Myanmar soldiers during the protest in the country

17 March 2021 :

Amid growing violence in Myanmar following the 1st February coup, the ruling military on 16 March imposed a death penalty as a possible punishment for treason, dissent, and other offenses against the government.
As part of its martial law order, the State Administration Council of the military, set up following the forceful takeover, said it would also assume the administration of Yangon's courts, reported Kyodo News.
Amid its growing attempts to quell growing protests against the coup, the junta said it would impose harsh sentences, including lengthy prison terms or even death, for offenses including treason and dissent, obstructing the military or civil service, spreading false news and incitement of fear, according to local media.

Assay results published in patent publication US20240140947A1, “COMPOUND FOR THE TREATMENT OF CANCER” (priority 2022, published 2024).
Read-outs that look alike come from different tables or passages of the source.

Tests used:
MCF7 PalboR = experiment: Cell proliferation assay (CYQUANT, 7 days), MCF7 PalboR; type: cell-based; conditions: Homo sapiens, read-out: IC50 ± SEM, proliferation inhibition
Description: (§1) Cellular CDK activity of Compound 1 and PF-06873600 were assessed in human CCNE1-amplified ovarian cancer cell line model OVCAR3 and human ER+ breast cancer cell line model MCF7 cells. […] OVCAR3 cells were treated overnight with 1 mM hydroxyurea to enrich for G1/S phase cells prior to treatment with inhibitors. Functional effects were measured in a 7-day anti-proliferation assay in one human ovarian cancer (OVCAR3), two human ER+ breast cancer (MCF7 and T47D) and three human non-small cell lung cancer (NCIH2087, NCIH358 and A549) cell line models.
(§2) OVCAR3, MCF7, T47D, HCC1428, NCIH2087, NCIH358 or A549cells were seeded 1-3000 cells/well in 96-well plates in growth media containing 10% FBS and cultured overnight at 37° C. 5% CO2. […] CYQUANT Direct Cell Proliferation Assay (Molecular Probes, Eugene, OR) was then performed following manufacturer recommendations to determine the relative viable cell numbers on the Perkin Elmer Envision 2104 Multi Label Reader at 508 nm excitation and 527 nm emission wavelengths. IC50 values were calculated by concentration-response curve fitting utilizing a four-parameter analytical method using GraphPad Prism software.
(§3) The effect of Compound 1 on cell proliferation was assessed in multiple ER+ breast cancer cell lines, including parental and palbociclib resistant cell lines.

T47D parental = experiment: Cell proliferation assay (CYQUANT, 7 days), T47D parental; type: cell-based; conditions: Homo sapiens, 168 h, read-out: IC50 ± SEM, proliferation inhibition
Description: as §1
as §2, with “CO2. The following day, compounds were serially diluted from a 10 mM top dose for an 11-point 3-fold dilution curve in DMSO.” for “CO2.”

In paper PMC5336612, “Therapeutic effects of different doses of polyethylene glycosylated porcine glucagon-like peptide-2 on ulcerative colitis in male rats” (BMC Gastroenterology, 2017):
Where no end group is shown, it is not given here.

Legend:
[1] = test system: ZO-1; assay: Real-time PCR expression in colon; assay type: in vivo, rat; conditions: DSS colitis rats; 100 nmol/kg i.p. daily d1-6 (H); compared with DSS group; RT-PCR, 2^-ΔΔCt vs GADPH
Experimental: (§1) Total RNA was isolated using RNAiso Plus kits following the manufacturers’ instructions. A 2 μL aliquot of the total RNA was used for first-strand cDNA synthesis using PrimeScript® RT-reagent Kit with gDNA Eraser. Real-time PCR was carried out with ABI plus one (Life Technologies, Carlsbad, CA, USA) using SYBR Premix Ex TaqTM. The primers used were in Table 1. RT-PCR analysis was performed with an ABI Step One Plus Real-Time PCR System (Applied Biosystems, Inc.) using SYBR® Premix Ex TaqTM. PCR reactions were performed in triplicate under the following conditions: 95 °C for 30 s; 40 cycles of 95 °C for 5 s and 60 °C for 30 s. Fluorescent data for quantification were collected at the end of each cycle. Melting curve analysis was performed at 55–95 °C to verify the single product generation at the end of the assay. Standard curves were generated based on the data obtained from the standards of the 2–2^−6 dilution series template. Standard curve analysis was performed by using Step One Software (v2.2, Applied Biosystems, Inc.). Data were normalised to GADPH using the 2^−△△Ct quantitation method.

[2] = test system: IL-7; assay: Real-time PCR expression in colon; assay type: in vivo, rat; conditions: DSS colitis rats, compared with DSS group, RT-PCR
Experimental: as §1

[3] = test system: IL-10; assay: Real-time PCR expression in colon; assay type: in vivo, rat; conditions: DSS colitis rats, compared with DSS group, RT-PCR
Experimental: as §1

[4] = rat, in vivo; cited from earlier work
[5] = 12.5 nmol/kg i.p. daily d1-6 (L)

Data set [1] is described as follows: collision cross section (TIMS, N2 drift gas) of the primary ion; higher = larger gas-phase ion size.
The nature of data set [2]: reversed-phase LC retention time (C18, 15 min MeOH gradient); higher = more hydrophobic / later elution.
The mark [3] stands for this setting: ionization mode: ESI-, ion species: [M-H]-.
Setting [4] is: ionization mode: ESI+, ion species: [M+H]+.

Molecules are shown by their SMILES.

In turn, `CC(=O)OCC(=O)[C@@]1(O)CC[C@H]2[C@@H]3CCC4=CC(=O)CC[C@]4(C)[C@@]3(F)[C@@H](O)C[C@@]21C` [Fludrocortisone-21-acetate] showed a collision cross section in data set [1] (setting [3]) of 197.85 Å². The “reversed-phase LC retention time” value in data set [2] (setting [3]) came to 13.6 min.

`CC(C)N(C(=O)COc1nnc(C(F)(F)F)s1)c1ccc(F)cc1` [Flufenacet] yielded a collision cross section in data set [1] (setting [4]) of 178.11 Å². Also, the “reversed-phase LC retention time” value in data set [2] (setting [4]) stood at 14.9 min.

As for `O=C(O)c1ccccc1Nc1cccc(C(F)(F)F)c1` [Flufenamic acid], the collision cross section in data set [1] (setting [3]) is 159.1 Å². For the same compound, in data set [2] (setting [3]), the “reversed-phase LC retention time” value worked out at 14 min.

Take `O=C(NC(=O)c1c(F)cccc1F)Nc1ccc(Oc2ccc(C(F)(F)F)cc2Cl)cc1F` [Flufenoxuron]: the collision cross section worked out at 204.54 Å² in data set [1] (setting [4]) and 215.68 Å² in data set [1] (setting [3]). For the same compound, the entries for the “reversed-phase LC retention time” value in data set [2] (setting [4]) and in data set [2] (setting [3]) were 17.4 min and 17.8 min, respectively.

The offenses are among 23 categories of crimes that the order says are subject to court-martial with no appeals allowed for decisions or convictions.
However, an application to reverse a death sentence could be made to Senior General Min Aung Hlaing, chairman of the State Administration Council, within 15 days of a conviction, the order said.
Martial law was declared in two Yangon townships, Hlaingthaya and the neighboring township of Shwepyithar, on 14 March after the military opened fire on anti-coup demonstrators, killing at least 38 people, followed by orders in four more townships in Yangon on 15 March.


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